- Using dimensions can exponentially increase your learning opportunities. The potential for insight generation is exponentially greater (literally) for dimensionalized data compared with hierarchical data. In the example of geo-targeted campaigns and product-specific ad groups, the only insight you can obtain easily using a hierarchy is which products perform well for each region. But with a dimensionalized view, you can also see which regions are performing better for each product. With increasing amounts of categories, the number of possible comparisons for a dimensional view increases exponentially, while for hierarchies it increases linearly (if even that, since depth of hierarchies is usually limited).
Dimensions Are Becoming A Necessity
Recent trends in digital marketing are making the use of dimensions all but unavoidable both for execution and analytics. Below are just a few of the tailwinds.
- Digital execution is becoming more sophisticated. The increasing sophistication of digital execution means that the number of total ad units will increase exponentially when using a hierarchical structure. Arguably, device proliferation was the forcing hand that put dimensional execution in the spotlight. An example of this is Enhanced Campaigns in Google that was introduced two years ago, which forced device targeting to be executed as bid modifiers (a dimensional adjustment) instead of breaking apart device-targeted campaigns.
- Execution is increasingly tied to business data. Programmatic execution and data feeds have made it possible to incorporate business data to drive execution. A prime example of this are the various types of product ads we see today: Google’s Product Listing Ads, dynamic creatives showcasing individual product units, and most recently Facebook’s Product Ads. As more and more business data is brought in to inform execution, the dimensions present in business data will flow into marketing.
- Integrated (multi-channel) digital campaigns are now ubiquitous. Today’s integrated marketing is about optimizing investment mix and timing in order to maximize total marketing impact. However, one of the challenges of cross-channel measurement is the lack of consistency in organization: Some data may be organized on audience segments, others on geographies or product lines. In order to bring all this together, it is necessary to harmonize the disparate data using a consistent dimensional taxonomy.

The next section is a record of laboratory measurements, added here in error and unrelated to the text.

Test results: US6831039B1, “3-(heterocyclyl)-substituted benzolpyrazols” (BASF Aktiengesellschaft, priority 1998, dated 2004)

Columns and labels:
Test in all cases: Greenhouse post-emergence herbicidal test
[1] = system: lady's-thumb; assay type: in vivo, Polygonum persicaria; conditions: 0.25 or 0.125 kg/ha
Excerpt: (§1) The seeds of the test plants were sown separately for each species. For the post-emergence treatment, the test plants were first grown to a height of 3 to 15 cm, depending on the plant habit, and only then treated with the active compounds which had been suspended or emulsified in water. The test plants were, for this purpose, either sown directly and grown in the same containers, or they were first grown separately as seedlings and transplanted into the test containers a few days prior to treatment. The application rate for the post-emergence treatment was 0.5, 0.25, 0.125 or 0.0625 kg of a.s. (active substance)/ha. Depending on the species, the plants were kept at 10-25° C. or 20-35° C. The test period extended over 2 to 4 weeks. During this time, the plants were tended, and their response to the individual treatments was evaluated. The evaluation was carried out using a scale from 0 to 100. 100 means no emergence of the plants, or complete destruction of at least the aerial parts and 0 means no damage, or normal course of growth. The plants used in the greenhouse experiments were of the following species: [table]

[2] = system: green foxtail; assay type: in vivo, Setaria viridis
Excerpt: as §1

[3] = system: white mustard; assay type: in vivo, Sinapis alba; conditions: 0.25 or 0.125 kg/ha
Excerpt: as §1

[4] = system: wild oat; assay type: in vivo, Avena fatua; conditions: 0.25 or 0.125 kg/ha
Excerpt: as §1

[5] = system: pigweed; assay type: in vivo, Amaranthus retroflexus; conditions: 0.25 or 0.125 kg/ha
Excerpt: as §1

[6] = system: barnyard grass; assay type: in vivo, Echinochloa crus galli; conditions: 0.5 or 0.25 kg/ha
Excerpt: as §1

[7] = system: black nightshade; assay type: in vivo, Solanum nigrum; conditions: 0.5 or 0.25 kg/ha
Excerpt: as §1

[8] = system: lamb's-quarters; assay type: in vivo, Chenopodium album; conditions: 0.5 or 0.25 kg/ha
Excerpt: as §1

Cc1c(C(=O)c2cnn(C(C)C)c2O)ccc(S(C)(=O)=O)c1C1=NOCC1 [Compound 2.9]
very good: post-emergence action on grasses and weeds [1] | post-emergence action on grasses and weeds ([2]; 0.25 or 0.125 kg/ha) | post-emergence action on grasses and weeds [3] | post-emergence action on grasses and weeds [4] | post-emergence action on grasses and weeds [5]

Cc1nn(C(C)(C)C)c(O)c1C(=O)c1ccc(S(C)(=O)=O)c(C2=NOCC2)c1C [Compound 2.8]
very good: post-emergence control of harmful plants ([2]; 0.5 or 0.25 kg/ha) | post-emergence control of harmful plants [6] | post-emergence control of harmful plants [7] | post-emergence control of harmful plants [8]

- There is increasing pressure to demonstrate ROI. Focus on marketing accountability has been steadily rising over the past few years, and will continue to rise for the foreseeable future. As I mentioned previously, dimensions are oftentimes a must for measuring marketing impact accurately, whether using a sophisticated marketing mix model or a basic split test or correlation of investment vs. revenue deltas.
Getting To Know Dimensions
Dimensional analysis will be a must-have in the next-gen marketing analyst’s toolbox. So if you haven’t done too many multidimensional analyses before, how do you get started? Below are a few tips.
Data Preparation and Extraction:
- If your platform provides reports of campaign structure, plus one or more additional dimensions, such as device, start using these additional dimensions in your analyses instead of relying on just your existing campaign structure.
- If your campaign management tool allows tagging or labeling, tag ad groups across campaigns (or ad units across ad groups) to create new dimensions and expand the scope of possible insights.
- When querying data, stop pre-aggregating everything into a single-dimensional view. Leave a few key columns (if using SQL) or fields (if using NoSQL) in the query output for further analysis.
Testing and Analysis:
- Become comfortable with multivariate testing as well as A/B testing. Note that both A/B testing and multivariate testing have their place, so one is not necessarily superior over the other.
- Become familiar with some basic multidimensional regression models such as fixed effects models and random effects models.
Opinions expressed in this article are those of the guest author and not necessarily Marketing Land. Staff authors are listed here.